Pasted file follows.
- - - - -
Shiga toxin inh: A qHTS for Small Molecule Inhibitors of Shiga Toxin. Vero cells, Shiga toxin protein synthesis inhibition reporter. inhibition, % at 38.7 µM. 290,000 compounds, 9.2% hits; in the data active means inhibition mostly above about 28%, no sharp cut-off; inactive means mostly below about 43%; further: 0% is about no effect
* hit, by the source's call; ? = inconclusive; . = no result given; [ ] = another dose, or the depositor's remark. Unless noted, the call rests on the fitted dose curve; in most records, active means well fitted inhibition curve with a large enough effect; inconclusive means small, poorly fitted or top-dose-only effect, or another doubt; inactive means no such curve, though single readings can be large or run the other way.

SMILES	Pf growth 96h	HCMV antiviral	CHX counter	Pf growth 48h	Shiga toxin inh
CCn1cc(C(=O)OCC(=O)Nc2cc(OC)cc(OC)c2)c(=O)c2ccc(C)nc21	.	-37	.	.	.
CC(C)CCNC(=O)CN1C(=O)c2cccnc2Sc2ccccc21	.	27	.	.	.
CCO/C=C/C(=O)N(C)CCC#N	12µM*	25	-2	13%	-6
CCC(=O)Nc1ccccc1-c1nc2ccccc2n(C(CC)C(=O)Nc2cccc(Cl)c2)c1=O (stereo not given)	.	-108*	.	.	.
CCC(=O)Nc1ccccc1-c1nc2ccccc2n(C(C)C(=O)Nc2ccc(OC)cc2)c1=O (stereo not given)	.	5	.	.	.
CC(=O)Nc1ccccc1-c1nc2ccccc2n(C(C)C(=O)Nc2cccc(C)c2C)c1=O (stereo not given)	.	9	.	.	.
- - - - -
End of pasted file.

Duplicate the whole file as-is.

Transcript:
Shiga toxin inh: A qHTS for Small Molecule Inhibitors of Shiga Toxin. Vero cells, Shiga toxin protein synthesis inhibition reporter. inhibition, % at 38.7 µM. 290,000 compounds, 9.2% hits; in the data active means inhibition mostly above about 28%, no sharp cut-off; inactive means mostly below about 43%; further: 0% is about no effect
* hit, by the source's call; ? = inconclusive; . = no result given; [ ] = another dose, or the depositor's remark. Unless noted, the call rests on the fitted dose curve; in most records, active means well fitted inhibition curve with a large enough effect; inconclusive means small, poorly fitted or top-dose-only effect, or another doubt; inactive means no such curve, though single readings can be large or run the other way.

SMILES	Pf growth 96h	HCMV antiviral	CHX counter	Pf growth 48h	Shiga toxin inh
CCn1cc(C(=O)OCC(=O)Nc2cc(OC)cc(OC)c2)c(=O)c2ccc(C)nc21	.	-37	.	.	.
CC(C)CCNC(=O)CN1C(=O)c2cccnc2Sc2ccccc21	.	27	.	.	.
CCO/C=C/C(=O)N(C)CCC#N	12µM*	25	-2	13%	-6
CCC(=O)Nc1ccccc1-c1nc2ccccc2n(C(CC)C(=O)Nc2cccc(Cl)c2)c1=O (stereo not given)	.	-108*	.	.	.
CCC(=O)Nc1ccccc1-c1nc2ccccc2n(C(C)C(=O)Nc2ccc(OC)cc2)c1=O (stereo not given)	.	5	.	.	.
CC(=O)Nc1ccccc1-c1nc2ccccc2n(C(C)C(=O)Nc2cccc(C)c2C)c1=O (stereo not given)	.	9	.	.	.